In one embodiment, the first telescopic arm 1082 need not extend linearly all the way to the third chamber 1042; rather, the first telescopic arm 1082 may be aided by a linearly telescoping arm 1060 from the second housing 1062, such that it can accept the subject device from the sample holder 1074 and carry the subject device into the third chamber 1042 for further processing. In this way, any contaminants that may be related to one chamber (e.g., first or second) are not introduced into the third chamber 1042 (as well as in the opposite direction).

The plurality of chambers (e.g., chambers 1 to 3 in the example of FIG. 10) and the shaft 1080 create a controlled environment that does not allow ambient contaminants to enter. Stated differently, the combination of the shaft 1080 and the three chambers 1080, 1022, and 1042 create a hermetically sealed environment that prevents ambient particles to contaminate and/or react with the device being fabricated. Accordingly, unlike known fabrication tools where the subject device is carried from one chamber to another without a vacuum, the fabrication tool herein controls the environment (e.g., temperature, pressure, humidity, and type of particles) that the battery device being manufactured is exposed to at every fabrication step, thereby efficiently providing a more contaminant free and reproducible SSTFB.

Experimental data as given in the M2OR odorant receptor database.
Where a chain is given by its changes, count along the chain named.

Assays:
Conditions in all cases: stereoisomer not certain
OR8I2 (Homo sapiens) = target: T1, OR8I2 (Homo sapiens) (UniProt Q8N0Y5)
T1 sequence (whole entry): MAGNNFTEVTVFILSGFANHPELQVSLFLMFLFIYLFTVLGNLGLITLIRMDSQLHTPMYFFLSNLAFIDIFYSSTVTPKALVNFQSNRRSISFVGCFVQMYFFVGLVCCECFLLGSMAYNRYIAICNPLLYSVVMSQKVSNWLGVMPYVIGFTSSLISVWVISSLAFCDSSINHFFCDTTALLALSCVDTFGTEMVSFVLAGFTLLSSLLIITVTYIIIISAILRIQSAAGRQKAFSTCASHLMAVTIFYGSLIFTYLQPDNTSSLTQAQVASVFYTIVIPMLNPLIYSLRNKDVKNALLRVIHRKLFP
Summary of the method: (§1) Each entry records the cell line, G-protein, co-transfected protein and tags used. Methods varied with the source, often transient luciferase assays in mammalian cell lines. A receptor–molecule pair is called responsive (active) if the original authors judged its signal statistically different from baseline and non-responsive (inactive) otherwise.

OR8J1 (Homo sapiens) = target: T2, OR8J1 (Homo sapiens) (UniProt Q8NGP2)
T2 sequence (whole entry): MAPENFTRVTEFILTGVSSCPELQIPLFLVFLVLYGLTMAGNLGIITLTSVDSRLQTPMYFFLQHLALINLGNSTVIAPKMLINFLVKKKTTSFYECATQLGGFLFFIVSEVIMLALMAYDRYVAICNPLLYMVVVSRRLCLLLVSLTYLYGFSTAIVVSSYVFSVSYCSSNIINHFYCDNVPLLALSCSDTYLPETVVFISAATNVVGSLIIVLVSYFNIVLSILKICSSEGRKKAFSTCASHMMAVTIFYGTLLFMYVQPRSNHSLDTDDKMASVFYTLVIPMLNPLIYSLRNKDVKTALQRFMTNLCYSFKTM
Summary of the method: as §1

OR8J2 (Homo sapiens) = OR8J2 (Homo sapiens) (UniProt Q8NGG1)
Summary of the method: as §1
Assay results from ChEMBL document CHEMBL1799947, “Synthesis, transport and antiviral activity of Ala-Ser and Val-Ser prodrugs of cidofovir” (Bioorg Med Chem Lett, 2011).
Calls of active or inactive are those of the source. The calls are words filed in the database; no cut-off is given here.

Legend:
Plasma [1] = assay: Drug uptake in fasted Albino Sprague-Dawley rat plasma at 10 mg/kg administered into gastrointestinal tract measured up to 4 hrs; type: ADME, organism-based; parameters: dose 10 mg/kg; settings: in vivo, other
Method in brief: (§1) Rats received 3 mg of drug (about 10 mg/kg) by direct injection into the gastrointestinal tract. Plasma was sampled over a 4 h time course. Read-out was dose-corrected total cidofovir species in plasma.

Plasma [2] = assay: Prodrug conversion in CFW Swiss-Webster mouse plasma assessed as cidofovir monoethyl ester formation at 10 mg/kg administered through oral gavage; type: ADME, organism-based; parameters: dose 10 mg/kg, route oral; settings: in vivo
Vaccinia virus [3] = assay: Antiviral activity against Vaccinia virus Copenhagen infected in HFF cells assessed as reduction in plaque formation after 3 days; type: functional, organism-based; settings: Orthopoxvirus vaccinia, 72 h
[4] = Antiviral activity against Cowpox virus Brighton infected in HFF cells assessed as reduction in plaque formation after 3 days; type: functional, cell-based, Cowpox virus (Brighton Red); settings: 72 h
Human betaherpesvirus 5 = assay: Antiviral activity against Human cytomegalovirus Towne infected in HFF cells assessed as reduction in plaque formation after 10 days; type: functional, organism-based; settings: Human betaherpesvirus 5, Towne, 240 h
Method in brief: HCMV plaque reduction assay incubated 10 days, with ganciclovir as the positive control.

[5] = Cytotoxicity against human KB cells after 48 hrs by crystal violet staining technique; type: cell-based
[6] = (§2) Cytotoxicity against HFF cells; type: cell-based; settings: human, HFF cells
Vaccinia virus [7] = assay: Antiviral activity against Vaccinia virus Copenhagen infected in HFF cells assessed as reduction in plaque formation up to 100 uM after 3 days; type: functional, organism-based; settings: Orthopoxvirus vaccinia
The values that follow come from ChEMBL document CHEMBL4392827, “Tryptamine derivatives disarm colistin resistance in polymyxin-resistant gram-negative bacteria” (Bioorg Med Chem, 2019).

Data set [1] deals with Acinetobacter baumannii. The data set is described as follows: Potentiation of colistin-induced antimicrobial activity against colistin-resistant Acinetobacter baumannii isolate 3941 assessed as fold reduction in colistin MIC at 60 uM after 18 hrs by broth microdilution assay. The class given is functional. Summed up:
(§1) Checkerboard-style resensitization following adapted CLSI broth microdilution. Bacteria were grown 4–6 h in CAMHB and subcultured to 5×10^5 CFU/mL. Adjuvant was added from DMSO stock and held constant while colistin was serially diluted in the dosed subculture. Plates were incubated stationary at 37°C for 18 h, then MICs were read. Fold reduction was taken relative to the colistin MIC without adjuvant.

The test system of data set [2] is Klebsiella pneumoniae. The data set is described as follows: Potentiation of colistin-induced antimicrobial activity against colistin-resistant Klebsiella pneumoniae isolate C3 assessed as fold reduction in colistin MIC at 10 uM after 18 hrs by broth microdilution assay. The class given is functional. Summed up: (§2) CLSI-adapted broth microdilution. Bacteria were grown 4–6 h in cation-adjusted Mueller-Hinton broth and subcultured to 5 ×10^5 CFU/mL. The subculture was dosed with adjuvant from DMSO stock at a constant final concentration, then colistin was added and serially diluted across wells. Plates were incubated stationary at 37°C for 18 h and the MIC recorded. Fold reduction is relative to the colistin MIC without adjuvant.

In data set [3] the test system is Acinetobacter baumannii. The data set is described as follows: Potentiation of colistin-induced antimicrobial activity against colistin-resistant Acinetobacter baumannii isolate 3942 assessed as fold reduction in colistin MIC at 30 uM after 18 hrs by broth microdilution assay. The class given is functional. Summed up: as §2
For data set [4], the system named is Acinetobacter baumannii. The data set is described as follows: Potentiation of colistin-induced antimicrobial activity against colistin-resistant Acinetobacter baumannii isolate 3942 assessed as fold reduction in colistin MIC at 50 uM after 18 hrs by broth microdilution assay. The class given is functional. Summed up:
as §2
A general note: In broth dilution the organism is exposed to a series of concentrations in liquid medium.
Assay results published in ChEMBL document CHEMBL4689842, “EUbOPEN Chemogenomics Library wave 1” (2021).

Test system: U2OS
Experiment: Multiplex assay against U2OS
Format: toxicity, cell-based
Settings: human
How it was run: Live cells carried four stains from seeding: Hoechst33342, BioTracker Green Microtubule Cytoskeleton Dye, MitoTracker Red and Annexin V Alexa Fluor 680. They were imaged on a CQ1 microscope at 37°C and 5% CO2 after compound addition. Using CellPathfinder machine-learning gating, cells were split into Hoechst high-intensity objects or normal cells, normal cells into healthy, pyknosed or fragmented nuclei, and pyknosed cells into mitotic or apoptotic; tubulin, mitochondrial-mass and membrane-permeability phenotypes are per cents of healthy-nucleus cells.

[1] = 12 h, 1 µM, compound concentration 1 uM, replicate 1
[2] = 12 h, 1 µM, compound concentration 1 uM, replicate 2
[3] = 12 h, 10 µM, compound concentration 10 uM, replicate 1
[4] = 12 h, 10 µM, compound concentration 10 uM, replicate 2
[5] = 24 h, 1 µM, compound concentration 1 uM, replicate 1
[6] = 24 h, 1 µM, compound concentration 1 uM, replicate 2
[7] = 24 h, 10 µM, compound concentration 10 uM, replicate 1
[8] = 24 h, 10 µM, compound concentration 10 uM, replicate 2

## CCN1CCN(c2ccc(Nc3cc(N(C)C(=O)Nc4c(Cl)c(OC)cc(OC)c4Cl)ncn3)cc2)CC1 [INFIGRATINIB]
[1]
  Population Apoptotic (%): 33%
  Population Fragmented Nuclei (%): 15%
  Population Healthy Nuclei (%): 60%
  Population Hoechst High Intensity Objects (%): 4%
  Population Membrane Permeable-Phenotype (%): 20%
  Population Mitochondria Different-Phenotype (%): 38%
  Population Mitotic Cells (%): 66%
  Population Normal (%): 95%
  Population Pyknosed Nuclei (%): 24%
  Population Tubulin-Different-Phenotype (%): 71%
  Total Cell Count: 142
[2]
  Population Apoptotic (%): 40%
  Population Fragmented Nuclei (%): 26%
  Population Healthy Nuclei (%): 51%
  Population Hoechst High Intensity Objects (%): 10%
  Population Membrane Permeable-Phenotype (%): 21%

The first chamber 1002 includes a pump 1004 and a magnetron 1006. The pump 1004 is configured to evacuate the chambers 1002, 1022, and 1042 to create a vacuum therein. In some scenarios, there is an optional conflat gate valve 1078 between the second chamber 1022 and the third chamber 1042, which is opened to create a common vacuum between the chambers. The optional conflat gate valve 1078 is discussed in more detail later.

In one embodiment, the pump 1004 is located opposite to the magnetron 1006. The magnetron 1006 may be a direct current (DC) sputtering gun that is configured to provide LiCoO2 particles during a first polar conductor deposition step (e.g., cathode) as discussed before in the context of FIG. 3.

Typically, during sputtering, the particles are ejected from a source into various directions. In one embodiment, the first chamber 1002 uses a collimator 1008 to provide passage to particles that are in the direction dictated by the collimator 1008. Thus, the collimator 1008 narrows the beam of particles generated by the magnetron 1006 to a desired direction, thereby giving the collimator a one-dimensional control of the deposition angle. Accordingly, the rotatable arm 1082 together with the collimator 1008 provide two-dimensional control of the deposition angle regarding the subject battery device being fabricated. In one embodiment, the angle of deposition in this step (sometimes referred to herein as the first deposition angle) may be 30 degrees with respect to perpendicular to the substrate (considered herein to be 0 degrees). The desired crystallization of the cathode may be accomplished at 700 C and >½ hour.